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    Just what I was looking for. Thanks for sharing!

    Reply

  • Avatar

    Sukree Kaeomanee

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    Thanks for the info. Waiting for more.

    Reply

  • Avatar

    Ali Mac

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    Informative post! Looking forward to the next. Thanks

    Reply

  • Avatar

    Sam

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    Enjoyed the article, thanks!

    Reply

  • Avatar

    Tom Sisk

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    Thanks – enjoyed it!

    Reply

  • Avatar

    Danniel Papadopoulos

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    Great blog mate! I definitely agree with everything! keep up the good work – this’ll be gold dust for many!

    Reply

  • Avatar

    T

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    If you are in a place with reasonable mobile reception I found satellite view (GMaps or whichever you prefer) is a great time saver. You can spot meadows inside thick forests, see if a downhill track just leads to a farmhouse or if that tempting river 20k ahead is indeed surrounded by beautiful meadows and trees …

    But great article, keep writing 🙂

    Reply

    • Avatar

      Stephen Fabes

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      Great tip

      Reply

  • Avatar

    Larry

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    read your post. I backpack traveled for 25 winters, and Im just getting into bike touring. I spent last winter six months bike touring in Asia. Im still not confident about saftey in wild camping, but getting used to it. The thing is I mulled over your post and realized the same stuff happened backpack traveling: poisonous snake in room, scorpion, looking into the barrel of a pistol. a war happening around me, floods, snow too deep to walk back out of a place I walked into etc. So, while Im still a little uncertain about starting a career as a bicycle traveler, I must remember that all the same stuff happened while I was using a lonely planet to go all over Asia and Africa. Cought Hepatitus, a pickpocket broke 2 ribs, held up at gunpoint. And still I dont see backpack travel as particularly dangerous. I remember it all as a long stream of interesting and unusual people, and hanging out with Sherpa people, and being in the jungle with Pygmies, and the Kalashi people, and the Egyptian family living in a tomb underground because they could not afford anywhere else and they cooked me a small meal. Anyway, Im saying your blog is making sense of the switch to bike travel; its no more dangerous than backpack travel, and actually my one trip so far has suggested it is actually safer. I had no problems. Thanks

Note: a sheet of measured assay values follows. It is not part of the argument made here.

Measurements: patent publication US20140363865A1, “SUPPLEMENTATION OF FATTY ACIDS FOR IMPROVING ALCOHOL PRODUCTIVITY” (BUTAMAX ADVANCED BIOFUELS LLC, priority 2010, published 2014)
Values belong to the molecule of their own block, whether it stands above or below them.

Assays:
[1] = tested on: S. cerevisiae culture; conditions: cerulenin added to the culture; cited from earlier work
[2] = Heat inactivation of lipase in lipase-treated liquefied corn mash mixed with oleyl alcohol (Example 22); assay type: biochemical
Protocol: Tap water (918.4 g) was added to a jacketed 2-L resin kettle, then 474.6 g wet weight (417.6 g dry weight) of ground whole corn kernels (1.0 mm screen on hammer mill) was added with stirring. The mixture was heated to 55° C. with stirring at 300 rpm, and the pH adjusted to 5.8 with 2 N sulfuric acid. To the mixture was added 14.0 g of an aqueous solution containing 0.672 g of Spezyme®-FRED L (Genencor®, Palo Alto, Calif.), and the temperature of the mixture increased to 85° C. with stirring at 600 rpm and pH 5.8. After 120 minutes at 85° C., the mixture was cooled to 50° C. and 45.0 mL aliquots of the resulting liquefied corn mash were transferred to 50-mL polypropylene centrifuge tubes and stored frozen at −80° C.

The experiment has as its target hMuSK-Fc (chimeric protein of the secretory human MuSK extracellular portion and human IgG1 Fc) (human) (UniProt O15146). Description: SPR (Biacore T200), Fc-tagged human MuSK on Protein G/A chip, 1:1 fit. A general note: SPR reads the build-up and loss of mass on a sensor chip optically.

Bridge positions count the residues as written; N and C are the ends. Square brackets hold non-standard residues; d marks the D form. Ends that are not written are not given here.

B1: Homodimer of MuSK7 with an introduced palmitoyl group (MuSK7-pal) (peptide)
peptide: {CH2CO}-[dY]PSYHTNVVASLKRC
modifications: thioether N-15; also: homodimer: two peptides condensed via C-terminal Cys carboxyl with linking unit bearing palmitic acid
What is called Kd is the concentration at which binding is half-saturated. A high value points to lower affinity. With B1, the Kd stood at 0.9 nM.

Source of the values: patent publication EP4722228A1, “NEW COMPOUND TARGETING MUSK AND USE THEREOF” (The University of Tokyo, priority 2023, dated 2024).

Reply

  • Avatar

    Lewis

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    I would add to the beach bit to check carefully for the high tide line! If you can’t find it, then you’re probably in it and it goes all the way to the rocky cliff behind you, GTFO.

    Reply

    • Avatar

      Stephen Fabes

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      Absolutely!

      Reply

  • Avatar

    Michael Levin

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    Hmm, but most of your problems were in developing countries I assume? I never had any problems in Europe or Japan, except once in Rome, where a Trans woke me up a 4 a.m. and told me to move; but big cities a never good places.

    Reply

  • Avatar

    Brandon

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    Well written, keep it up. Had me laughing and your advice is spot on.

    Reply

  • Avatar

    Monica

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    Useful! Thanks

    Reply

  • Avatar

    Rob Provenzano

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    Nice advice. I did pretty good, only caught once on my 40 day 1800 mile tour. It was my first tour in the USA from Fort Atkinson, Wisconsin to Durango, Colorado. I was in a town everyday so l would get a flyer or card from a local hotel/motel and then scope out any parks, school, grave yard, or wooded area just outside of town. Then do what ever til almost dark and tell anyone that asked that l was staying at the hotel/motel and go back just before dark and make sure nobody seen me.

    Reply

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    Michael Coleman

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    Fear is the biggest thing that stops a lot of people wild camping so I guess feel the fear and do it anyway until you get used of it,great info thanks

    Reply

  • Avatar

    Oliver

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    Wonderful. One of the best blogs I’ve ever read. Looking forward to more 🙂

    Reply

  • Avatar

    agape2

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    Now I finished the whole post and I just cant help but saying you are on the right track. So are we, who follow your example and your advice. I was reading you one and a half year ago, when preparing my trip. Now in a hostel in Peru, checking my best photos. One year on the road! i left the comment above while being in the middle of the article… everything you were saying sound, now, so familiar… How beautiful wild camping is it…?? truly addictive! Thanks!

    Reply

  • Avatar

    Philip

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    Thanks, really interesting and practical advice.

    Reply